It is often difficult to generalize the results of experimental designs which are often criticized based on the size of the sample, the sampling design and the time within which the research was conducted. However, generalization of results is often possible is the following conditions are met:

  • The sample should be selected in such a manner that it is completely representative of the population under study. This means that researchers apply non-random sampling techniques in order to ensure that all aspects of behavior, physical characteristics and economic conditions of the population are represented.
  • The sample should also provide data so that it is possible for statistics to be applied in the entire population. Since behaviors possible change over time, the data needs to be spread over different time lines and therefore different eras. This is the only way that the results can be generalized. The statistics need to reflect the difference in time.

Question 3

Positivist versus interpretive epistemology

Positivist epistemology is based more on scientific research where facts are as they are. However, even for the major scientific subjects it has become obvious that research interpretation is more subjective as well as relative to the existing knowledge and set of behavior. Two experiments conducted in the same conditions, using similar resources and by the same researcher are more likely to yield differing results. In addition two researchers conducting the same research using the same conditions, again are most likely to get different results. This is the basis on interpretive epistemology, where knowledge is interpreted on the basis of the researcher.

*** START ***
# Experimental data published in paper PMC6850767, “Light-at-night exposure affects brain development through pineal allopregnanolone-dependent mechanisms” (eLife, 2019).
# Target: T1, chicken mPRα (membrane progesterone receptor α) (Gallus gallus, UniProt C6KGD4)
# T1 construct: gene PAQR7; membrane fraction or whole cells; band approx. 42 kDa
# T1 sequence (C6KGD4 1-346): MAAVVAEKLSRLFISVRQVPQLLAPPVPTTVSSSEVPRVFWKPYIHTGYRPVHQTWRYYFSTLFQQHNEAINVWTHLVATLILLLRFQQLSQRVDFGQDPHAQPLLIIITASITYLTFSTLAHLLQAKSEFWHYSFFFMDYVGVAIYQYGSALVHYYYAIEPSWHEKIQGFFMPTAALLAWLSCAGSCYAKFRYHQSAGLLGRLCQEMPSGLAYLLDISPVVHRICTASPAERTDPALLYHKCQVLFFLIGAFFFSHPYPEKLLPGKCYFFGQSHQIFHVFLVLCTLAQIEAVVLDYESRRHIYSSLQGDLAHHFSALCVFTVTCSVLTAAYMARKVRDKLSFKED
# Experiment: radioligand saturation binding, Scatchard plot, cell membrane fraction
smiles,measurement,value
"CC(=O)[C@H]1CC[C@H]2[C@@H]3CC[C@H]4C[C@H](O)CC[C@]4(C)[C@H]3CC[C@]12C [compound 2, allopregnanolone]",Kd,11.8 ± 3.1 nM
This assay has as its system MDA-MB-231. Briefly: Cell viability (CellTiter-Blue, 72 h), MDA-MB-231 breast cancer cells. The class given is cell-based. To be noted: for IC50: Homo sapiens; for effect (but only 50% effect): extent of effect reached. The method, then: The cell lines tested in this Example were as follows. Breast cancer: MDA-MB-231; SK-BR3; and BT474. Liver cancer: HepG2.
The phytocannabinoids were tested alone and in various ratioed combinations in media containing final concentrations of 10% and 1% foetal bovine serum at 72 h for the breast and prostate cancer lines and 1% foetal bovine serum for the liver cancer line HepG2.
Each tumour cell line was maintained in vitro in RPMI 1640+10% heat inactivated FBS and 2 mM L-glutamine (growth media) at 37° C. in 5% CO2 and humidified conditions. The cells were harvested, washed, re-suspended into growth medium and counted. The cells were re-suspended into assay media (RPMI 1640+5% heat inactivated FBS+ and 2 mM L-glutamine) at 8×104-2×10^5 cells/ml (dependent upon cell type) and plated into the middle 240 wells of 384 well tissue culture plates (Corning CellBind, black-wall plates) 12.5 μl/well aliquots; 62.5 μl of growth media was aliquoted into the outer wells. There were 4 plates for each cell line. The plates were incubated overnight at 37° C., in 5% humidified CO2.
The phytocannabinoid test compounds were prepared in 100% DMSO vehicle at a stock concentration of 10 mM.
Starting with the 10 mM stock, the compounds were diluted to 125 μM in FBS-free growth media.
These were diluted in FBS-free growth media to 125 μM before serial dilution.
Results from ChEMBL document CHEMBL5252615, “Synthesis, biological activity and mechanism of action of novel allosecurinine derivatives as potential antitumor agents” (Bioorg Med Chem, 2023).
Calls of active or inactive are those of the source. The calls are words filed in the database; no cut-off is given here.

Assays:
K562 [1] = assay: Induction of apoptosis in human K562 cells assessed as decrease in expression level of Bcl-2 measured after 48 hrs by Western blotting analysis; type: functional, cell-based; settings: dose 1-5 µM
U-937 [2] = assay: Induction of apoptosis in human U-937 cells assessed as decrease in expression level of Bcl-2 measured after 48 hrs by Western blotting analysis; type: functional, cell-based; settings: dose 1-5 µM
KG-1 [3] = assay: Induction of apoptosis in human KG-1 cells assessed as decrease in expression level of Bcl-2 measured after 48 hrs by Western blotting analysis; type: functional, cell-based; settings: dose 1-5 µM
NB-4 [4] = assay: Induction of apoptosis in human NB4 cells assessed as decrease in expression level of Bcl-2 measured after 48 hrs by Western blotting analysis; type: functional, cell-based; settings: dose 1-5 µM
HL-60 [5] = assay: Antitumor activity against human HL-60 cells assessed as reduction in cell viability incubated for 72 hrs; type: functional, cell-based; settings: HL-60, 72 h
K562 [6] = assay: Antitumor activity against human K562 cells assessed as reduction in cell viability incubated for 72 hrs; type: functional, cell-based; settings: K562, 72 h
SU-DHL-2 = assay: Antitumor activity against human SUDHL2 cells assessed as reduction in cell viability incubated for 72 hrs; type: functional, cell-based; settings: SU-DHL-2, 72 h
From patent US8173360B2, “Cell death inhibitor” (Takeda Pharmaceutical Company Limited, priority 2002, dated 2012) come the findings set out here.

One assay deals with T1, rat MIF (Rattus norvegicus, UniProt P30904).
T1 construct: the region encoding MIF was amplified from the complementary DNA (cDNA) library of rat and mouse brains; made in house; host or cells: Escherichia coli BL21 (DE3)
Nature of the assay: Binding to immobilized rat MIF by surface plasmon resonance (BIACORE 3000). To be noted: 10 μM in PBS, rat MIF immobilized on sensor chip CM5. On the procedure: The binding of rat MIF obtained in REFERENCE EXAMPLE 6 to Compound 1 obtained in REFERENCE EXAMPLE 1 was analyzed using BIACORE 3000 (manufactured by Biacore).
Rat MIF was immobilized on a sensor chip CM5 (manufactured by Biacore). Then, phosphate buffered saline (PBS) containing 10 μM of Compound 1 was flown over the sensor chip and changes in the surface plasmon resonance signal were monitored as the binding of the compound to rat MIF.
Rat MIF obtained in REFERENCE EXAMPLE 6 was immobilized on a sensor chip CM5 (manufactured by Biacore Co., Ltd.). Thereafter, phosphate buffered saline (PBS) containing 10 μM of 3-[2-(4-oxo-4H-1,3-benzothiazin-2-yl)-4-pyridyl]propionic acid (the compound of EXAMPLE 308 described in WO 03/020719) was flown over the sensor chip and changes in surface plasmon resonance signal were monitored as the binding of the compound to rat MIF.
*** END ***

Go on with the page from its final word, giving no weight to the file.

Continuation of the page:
Question 4

Survey design

Surveys are often much easier to design than other experimental methods. The following conditions are necessary to ensure a successful survey design:

  • Define objectives: the survey design comes after the objectives have been set. The entire research works backwards from the objectives. With the objectives, researchers can determine which kind of data they require and therefore design the research to fit into the expected data.